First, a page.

One June afternoon while playing chess, one of my cohorts brought to our attention a device called a “Ouija Board” which he had recently procured. We were a curious pubescent bunch and decided to try the thing out. The fellow brought his new acquisition to our committee for examination. Next thing I knew, we were engaged in a bizarre exercise, one kid holding his hand on a pointer that purportedly hooked us up to a spirit world. Little snippets and statements were spelled, and the Ouija Board became part of our much-repeated routine. During the session I experience bizarre electrical rushes in the spine–something that also happened to my cohorts too. What fun!

Of course, we had no idea what we were doing. That much hasn’t changed as I still don’t know what we were doing. But after a few weeks, a real or pubescent-inspired persona emerged on the Ouija, identified itself as “Augustine Brown.” He claimed to be the spirit of the man who built the circa 1832 house outside Hilliard, Ohio where I had grown up.

After several days, the real or imagined persona communicating through the Ouija Board directed us to reconvene at my house for a session. We did so. My parents were less than enthused by these sessions. I overhead my mother telling a friends’ father that she would rather have us contained in a home environment. The front page of our local newspaper broadcast word of “amphibian stimulants” confiscated at a recent high school party. To be sure, my mother would ensure that no such contraband stimulated the amphibians in her home. And in any event, our interests were more highbrow than “high” seeking. We were not causing trouble, reading lots of books, and playing lots of chess. So, my parents tolerated our antics and, unbeknownst to us all, we edged towards a climax.

Over the course of weeks, my friends trouped up to the large bedroom I shared with my brother on the second floor of the old house. We set up the board on an old table in the corner of our room. Soon a half-dozen or more of use were engaged in communications with Augustine Brown again. During the course of the sessions, Augustine focused on a dirt floor room in the basement 1832 house. Thumps on the hard dirt floor produced a range of sounds and my colleagues and I wondered if there wasn’t something buried there. We consulted Augustine on this matter. Somebody found a book on seances and invocations. Further plans hatched.

On the evening of July 20, 1969, my friends, brother Joe and I were on the second floor of our old farmhouse. Downstairs my father, mother and sister camped before the television. It was a remarkable night because Neil Armstrong and Buzz Aldrin were attempting a moon landing. John Kennedy’s commitment to put a man on the moon within the decade was coming true.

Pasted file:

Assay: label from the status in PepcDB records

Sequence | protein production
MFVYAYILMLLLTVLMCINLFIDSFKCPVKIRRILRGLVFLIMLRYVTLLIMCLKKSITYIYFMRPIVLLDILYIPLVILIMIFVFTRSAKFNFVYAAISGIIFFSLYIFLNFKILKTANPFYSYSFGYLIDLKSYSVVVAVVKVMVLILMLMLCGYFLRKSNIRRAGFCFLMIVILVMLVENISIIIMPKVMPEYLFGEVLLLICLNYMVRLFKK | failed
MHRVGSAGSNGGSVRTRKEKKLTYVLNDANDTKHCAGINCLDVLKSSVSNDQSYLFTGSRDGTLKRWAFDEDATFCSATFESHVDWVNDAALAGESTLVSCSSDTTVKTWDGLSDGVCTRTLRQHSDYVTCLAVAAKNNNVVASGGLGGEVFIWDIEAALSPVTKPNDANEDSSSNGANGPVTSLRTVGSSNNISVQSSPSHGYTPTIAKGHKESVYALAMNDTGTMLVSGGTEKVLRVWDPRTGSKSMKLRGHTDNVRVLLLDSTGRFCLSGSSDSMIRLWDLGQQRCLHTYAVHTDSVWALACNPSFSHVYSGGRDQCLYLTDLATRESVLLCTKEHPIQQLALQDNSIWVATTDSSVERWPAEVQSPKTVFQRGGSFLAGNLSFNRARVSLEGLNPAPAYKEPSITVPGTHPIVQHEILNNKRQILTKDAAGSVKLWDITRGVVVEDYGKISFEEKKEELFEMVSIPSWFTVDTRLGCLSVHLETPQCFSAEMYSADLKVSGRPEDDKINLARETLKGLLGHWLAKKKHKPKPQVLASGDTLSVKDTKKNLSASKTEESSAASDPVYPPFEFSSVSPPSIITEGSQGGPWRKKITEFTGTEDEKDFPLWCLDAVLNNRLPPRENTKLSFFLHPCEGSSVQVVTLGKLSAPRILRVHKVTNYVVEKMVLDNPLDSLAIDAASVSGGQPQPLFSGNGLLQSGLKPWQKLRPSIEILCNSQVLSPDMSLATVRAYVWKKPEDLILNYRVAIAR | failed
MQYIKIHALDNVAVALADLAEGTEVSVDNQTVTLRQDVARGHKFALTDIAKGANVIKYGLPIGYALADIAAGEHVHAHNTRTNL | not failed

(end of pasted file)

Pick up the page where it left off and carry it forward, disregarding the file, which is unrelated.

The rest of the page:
Upstairs around the table, we thought more of going down to the dirt floor room for a séance than of going up to the moon. We commenced with our Ouija session, lights out with a candle burning, five of us around the board. This time Augustine wrote furiously, directing us to go down and dig, and to do this with in candlelight with a chant. I was now ready, foresaw the inevitable, and expedited its occurrence. The others headed down to the basement. While I commandeered a small spade, my parents and sister rejoiced at the marvel of the moon landing.

As I disappeared onto the basement stairs to join my brother and friends, my sister spotted me with shovel and asked what I was doing. I quickly explained and decamped before objections arose. As the television broadcast the moon landing, we began candlelight proceedings, chanting something to do with a four-part invocation to the spirit world. I took the spade and chopped at the dirt floor. It was so packed and hard that not even a dent occurred in the ground. But as we chanted and I tried to dig, we heard a loud bang above us.

“Dad says you guys gotta stop.” My sister called down to us. “The television just blew up–just as the man put the flag into the moon.”

I looked up at her, relieved that my futile efforts were shut down. But the truth is, our family’s color television had indeed blown up. There was no underground electric cable or anything else in our basement that could have caused the explosion.

I was admonished to avoid further explorations with Augustine Brown, the Ouija Board, or the chants. At the time, nobody said why, and we had grown bored with the exercise in any event and went back to chess. Much later, my mother later confided that back in Harlan County where my father had grown up people routinely “spoke in tongues” at religious services, and that my father had a strong belief in God and “the other world”, and so did she.   

As the summer ended my brother was off to college, I was the youngest male child in my family back at the Hilliard High School. While we were playing chess and trying out the Ouija Board, the devil was sharpening his claws.

School had barely begun when the high school principal came onto the school intercom to lecture and warn students that “outside agitators” were active in schools all over the area. He gave us a stern warning that subversive activities would not be tolerated and that all public authorities were on alert.

As the Fall of 1969 progressed, an odd thing happened. I noticed that I had a police escort upon entering Hilliard City limits. I didn’t need a Ouija Board to know the identity of Hilliard’s Public Enemy Number One. Thus, I entered the twelve-month span that has defined my life.